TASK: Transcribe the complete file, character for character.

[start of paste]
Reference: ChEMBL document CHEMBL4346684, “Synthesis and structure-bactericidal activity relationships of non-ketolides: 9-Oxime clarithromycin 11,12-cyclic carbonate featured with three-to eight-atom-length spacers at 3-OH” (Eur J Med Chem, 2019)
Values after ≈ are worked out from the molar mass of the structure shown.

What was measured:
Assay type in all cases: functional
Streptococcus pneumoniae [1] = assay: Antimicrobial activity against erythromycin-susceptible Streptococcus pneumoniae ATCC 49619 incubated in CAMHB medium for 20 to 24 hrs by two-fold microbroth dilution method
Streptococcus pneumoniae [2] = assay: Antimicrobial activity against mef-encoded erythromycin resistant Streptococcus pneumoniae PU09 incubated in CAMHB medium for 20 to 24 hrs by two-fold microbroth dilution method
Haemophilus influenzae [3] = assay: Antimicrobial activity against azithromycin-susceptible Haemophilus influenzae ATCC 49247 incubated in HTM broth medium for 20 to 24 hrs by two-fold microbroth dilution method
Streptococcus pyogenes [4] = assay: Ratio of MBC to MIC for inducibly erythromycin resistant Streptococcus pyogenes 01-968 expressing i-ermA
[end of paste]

Reference: ChEMBL document CHEMBL4346684, “Synthesis and structure-bactericidal activity relationships of non-ketolides: 9-Oxime clarithromycin 11,12-cyclic carbonate featured with three-to eight-atom-length spacers at 3-OH” (Eur J Med Chem, 2019)
Values after ≈ are worked out from the molar mass of the structure shown.

What was measured:
Assay type in all cases: functional
Streptococcus pneumoniae [1] = assay: Antimicrobial activity against erythromycin-susceptible Streptococcus pneumoniae ATCC 49619 incubated in CAMHB medium for 20 to 24 hrs by two-fold microbroth dilution method
Streptococcus pneumoniae [2] = assay: Antimicrobial activity against mef-encoded erythromycin resistant Streptococcus pneumoniae PU09 incubated in CAMHB medium for 20 to 24 hrs by two-fold microbroth dilution method
Haemophilus influenzae [3] = assay: Antimicrobial activity against azithromycin-susceptible Haemophilus influenzae ATCC 49247 incubated in HTM broth medium for 20 to 24 hrs by two-fold microbroth dilution method
Streptococcus pyogenes [4] = assay: Ratio of MBC to MIC for inducibly erythromycin resistant Streptococcus pyogenes 01-968 expressing i-ermA